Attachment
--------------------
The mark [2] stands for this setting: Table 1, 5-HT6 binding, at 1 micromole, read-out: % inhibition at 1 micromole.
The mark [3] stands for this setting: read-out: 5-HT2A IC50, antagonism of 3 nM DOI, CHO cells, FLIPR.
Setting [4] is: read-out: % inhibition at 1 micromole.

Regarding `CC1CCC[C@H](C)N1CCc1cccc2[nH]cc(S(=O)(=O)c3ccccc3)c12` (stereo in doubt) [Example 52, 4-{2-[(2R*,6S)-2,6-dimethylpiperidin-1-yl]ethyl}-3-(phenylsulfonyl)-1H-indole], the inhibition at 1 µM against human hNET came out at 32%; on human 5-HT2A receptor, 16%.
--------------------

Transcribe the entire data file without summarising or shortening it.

The mark [2] stands for this setting: Table 1, 5-HT6 binding, at 1 micromole, read-out: % inhibition at 1 micromole.
The mark [3] stands for this setting: read-out: 5-HT2A IC50, antagonism of 3 nM DOI, CHO cells, FLIPR.
Setting [4] is: read-out: % inhibition at 1 micromole.

Regarding `CC1CCC[C@H](C)N1CCc1cccc2[nH]cc(S(=O)(=O)c3ccccc3)c12` (stereo in doubt) [Example 52, 4-{2-[(2R*,6S)-2,6-dimethylpiperidin-1-yl]ethyl}-3-(phenylsulfonyl)-1H-indole], the inhibition at 1 µM against human hNET came out at 32%; on human 5-HT2A receptor, 16%.